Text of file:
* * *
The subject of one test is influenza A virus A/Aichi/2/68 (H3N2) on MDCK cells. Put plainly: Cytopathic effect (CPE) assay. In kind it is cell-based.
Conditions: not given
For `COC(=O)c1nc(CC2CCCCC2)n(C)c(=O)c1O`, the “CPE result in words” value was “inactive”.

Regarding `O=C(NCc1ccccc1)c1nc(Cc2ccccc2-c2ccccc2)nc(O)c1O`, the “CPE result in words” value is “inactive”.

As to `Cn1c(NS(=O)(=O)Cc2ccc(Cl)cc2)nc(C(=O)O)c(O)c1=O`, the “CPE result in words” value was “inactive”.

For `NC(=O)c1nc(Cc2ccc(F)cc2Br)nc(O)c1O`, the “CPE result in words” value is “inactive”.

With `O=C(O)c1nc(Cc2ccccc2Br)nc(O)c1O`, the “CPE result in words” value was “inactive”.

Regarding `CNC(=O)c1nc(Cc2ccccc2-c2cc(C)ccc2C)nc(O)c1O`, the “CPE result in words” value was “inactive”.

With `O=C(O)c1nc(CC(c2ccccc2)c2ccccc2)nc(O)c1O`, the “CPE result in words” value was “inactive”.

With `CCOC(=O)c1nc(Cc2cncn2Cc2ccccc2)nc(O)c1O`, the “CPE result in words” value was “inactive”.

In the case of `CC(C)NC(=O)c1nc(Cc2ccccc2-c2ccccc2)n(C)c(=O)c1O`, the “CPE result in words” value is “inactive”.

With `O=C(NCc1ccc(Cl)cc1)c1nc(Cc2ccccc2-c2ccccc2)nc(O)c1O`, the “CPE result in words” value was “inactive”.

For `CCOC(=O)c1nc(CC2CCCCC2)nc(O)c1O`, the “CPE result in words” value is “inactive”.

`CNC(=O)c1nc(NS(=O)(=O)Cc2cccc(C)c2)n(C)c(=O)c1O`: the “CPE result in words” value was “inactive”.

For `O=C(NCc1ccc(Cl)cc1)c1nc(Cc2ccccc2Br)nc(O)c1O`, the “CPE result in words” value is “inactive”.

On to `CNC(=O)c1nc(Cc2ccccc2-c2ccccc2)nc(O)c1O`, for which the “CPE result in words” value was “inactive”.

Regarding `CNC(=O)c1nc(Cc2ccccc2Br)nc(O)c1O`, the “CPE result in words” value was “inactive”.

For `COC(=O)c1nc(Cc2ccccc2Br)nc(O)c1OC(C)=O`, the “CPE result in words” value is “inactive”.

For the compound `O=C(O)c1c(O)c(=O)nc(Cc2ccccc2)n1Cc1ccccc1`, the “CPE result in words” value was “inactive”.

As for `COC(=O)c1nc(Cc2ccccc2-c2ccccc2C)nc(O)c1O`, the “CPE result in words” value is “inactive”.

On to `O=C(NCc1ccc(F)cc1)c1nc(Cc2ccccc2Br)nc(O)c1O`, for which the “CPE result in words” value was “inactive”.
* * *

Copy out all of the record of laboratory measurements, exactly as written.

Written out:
The subject of one test is influenza A virus A/Aichi/2/68 (H3N2) on MDCK cells. Put plainly: Cytopathic effect (CPE) assay. In kind it is cell-based.
Conditions: not given
For `COC(=O)c1nc(CC2CCCCC2)n(C)c(=O)c1O`, the “CPE result in words” value was “inactive”.

Regarding `O=C(NCc1ccccc1)c1nc(Cc2ccccc2-c2ccccc2)nc(O)c1O`, the “CPE result in words” value is “inactive”.

As to `Cn1c(NS(=O)(=O)Cc2ccc(Cl)cc2)nc(C(=O)O)c(O)c1=O`, the “CPE result in words” value was “inactive”.

For `NC(=O)c1nc(Cc2ccc(F)cc2Br)nc(O)c1O`, the “CPE result in words” value is “inactive”.

With `O=C(O)c1nc(Cc2ccccc2Br)nc(O)c1O`, the “CPE result in words” value was “inactive”.

Regarding `CNC(=O)c1nc(Cc2ccccc2-c2cc(C)ccc2C)nc(O)c1O`, the “CPE result in words” value was “inactive”.

With `O=C(O)c1nc(CC(c2ccccc2)c2ccccc2)nc(O)c1O`, the “CPE result in words” value was “inactive”.

With `CCOC(=O)c1nc(Cc2cncn2Cc2ccccc2)nc(O)c1O`, the “CPE result in words” value was “inactive”.

In the case of `CC(C)NC(=O)c1nc(Cc2ccccc2-c2ccccc2)n(C)c(=O)c1O`, the “CPE result in words” value is “inactive”.

With `O=C(NCc1ccc(Cl)cc1)c1nc(Cc2ccccc2-c2ccccc2)nc(O)c1O`, the “CPE result in words” value was “inactive”.

For `CCOC(=O)c1nc(CC2CCCCC2)nc(O)c1O`, the “CPE result in words” value is “inactive”.

`CNC(=O)c1nc(NS(=O)(=O)Cc2cccc(C)c2)n(C)c(=O)c1O`: the “CPE result in words” value was “inactive”.

For `O=C(NCc1ccc(Cl)cc1)c1nc(Cc2ccccc2Br)nc(O)c1O`, the “CPE result in words” value is “inactive”.

On to `CNC(=O)c1nc(Cc2ccccc2-c2ccccc2)nc(O)c1O`, for which the “CPE result in words” value was “inactive”.

Regarding `CNC(=O)c1nc(Cc2ccccc2Br)nc(O)c1O`, the “CPE result in words” value was “inactive”.

For `COC(=O)c1nc(Cc2ccccc2Br)nc(O)c1OC(C)=O`, the “CPE result in words” value is “inactive”.

For the compound `O=C(O)c1c(O)c(=O)nc(Cc2ccccc2)n1Cc1ccccc1`, the “CPE result in words” value was “inactive”.

As for `COC(=O)c1nc(Cc2ccccc2-c2ccccc2C)nc(O)c1O`, the “CPE result in words” value is “inactive”.

On to `O=C(NCc1ccc(F)cc1)c1nc(Cc2ccccc2Br)nc(O)c1O`, for which the “CPE result in words” value was “inactive”.